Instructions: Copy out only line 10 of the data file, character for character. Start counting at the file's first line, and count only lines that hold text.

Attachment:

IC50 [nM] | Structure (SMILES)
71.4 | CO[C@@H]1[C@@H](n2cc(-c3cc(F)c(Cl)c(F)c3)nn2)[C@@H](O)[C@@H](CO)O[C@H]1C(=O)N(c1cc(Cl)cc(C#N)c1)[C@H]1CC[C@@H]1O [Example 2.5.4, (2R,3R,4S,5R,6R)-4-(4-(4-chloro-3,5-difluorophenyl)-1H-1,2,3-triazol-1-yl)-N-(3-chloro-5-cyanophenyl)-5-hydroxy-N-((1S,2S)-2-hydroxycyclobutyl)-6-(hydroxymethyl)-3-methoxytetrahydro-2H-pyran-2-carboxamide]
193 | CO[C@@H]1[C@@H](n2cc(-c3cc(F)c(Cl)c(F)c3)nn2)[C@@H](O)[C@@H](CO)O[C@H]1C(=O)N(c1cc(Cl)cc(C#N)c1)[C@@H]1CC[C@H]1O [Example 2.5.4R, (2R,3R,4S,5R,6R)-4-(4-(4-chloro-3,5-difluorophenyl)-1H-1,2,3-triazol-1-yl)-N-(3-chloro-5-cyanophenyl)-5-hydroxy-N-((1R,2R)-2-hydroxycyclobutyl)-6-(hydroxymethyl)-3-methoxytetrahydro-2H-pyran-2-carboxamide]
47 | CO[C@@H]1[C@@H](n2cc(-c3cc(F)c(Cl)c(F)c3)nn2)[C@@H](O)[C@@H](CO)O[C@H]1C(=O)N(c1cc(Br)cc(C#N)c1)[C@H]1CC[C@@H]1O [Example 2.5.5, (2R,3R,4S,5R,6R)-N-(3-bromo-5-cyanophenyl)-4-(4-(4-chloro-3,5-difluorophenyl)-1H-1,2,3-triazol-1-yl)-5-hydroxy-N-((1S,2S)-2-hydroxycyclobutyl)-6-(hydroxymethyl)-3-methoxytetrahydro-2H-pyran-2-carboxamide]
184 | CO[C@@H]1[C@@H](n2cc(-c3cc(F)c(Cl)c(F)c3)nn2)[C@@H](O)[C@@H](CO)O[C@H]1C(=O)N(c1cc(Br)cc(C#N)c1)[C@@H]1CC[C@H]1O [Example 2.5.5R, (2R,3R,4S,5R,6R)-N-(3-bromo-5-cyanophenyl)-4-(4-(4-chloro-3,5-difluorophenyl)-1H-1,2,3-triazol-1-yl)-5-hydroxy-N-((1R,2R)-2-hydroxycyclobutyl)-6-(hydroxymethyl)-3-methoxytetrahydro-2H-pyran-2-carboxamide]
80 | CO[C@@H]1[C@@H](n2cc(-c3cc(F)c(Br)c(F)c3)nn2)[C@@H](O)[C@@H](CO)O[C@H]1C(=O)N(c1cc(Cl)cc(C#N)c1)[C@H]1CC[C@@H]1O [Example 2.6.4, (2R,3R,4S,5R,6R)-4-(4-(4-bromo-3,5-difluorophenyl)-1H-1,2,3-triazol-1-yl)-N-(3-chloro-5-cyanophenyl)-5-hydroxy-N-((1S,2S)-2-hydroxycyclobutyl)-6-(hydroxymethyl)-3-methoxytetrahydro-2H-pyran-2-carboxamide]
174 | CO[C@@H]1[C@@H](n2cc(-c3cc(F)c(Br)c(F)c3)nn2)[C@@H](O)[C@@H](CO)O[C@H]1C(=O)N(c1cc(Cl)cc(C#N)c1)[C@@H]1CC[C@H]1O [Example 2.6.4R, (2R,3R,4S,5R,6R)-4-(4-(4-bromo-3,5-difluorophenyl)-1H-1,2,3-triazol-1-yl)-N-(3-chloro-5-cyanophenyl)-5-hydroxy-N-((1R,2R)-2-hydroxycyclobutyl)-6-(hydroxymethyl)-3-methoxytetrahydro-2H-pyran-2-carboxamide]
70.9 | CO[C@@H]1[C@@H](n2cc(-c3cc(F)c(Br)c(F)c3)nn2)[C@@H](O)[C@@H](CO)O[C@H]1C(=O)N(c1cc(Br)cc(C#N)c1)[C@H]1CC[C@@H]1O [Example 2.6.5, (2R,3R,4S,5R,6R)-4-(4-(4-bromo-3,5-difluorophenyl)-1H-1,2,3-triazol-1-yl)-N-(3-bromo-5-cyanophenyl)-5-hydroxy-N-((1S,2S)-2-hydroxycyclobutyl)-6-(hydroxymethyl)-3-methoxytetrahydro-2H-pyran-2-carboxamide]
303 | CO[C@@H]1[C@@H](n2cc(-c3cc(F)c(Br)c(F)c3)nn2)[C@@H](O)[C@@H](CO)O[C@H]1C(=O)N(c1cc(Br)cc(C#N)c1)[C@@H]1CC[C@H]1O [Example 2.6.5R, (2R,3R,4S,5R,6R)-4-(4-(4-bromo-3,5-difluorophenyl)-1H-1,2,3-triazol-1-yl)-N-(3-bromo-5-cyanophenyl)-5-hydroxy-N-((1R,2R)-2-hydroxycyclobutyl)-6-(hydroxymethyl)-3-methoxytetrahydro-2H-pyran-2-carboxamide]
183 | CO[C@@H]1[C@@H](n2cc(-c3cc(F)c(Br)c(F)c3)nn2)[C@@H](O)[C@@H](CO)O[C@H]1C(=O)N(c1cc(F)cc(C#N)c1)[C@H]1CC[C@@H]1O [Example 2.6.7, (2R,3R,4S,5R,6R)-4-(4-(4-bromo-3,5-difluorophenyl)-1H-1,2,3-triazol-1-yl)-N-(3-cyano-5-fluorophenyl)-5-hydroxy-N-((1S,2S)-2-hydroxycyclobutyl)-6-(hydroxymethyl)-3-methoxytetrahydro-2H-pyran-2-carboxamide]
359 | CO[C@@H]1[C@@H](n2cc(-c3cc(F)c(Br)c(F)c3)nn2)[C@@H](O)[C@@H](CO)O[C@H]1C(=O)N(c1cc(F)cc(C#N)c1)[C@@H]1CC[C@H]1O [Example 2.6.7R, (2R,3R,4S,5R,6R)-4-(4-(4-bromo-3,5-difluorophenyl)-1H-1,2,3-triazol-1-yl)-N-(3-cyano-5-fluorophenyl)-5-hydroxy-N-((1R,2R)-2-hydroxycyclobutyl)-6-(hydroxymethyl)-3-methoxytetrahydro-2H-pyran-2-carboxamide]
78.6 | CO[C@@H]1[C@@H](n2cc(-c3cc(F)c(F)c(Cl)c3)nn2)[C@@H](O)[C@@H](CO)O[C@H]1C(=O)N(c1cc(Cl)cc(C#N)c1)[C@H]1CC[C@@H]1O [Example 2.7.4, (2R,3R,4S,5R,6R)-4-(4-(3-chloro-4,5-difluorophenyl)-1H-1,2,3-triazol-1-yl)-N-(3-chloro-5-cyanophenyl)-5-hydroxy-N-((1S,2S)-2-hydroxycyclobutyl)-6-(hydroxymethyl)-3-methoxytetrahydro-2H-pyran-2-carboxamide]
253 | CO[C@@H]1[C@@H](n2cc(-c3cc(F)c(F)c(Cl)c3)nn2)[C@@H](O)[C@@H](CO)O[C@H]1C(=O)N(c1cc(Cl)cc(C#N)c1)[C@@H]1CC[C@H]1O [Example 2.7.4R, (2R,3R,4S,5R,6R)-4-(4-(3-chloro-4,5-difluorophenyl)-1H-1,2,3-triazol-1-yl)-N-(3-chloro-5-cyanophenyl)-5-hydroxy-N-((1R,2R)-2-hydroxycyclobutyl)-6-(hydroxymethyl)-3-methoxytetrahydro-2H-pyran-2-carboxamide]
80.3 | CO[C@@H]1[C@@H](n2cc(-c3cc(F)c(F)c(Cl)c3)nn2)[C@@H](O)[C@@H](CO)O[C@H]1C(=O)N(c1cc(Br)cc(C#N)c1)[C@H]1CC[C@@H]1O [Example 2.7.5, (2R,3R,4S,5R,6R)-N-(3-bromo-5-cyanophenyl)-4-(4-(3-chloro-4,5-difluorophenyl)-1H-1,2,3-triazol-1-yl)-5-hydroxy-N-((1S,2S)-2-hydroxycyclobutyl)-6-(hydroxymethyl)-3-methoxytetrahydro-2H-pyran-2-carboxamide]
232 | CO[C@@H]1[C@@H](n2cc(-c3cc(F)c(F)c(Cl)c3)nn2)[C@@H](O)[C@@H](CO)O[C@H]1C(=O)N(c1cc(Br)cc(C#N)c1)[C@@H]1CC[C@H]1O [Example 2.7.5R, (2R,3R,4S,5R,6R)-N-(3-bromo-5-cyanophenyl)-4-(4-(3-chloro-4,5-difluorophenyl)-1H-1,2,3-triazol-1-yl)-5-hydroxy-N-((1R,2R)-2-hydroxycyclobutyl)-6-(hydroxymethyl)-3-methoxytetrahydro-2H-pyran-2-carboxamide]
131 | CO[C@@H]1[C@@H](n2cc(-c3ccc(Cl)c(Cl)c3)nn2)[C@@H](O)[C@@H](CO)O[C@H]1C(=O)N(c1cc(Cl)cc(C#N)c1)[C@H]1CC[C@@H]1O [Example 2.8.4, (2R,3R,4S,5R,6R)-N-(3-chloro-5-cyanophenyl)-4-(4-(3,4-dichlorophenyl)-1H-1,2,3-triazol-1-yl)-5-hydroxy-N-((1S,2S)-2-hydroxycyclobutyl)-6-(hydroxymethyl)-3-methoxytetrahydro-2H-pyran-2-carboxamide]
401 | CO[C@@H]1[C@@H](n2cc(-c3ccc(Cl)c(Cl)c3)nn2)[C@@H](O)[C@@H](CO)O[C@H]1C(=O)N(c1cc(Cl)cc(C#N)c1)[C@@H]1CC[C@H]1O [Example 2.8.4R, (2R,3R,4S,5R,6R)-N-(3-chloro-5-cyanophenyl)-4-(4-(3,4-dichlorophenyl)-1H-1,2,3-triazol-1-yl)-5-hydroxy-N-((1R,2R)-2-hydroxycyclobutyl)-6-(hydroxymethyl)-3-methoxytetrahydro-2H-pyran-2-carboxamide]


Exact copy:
183 | CO[C@@H]1[C@@H](n2cc(-c3cc(F)c(Br)c(F)c3)nn2)[C@@H](O)[C@@H](CO)O[C@H]1C(=O)N(c1cc(F)cc(C#N)c1)[C@H]1CC[C@@H]1O [Example 2.6.7, (2R,3R,4S,5R,6R)-4-(4-(4-bromo-3,5-difluorophenyl)-1H-1,2,3-triazol-1-yl)-N-(3-cyano-5-fluorophenyl)-5-hydroxy-N-((1S,2S)-2-hydroxycyclobutyl)-6-(hydroxymethyl)-3-methoxytetrahydro-2H-pyran-2-carboxamide]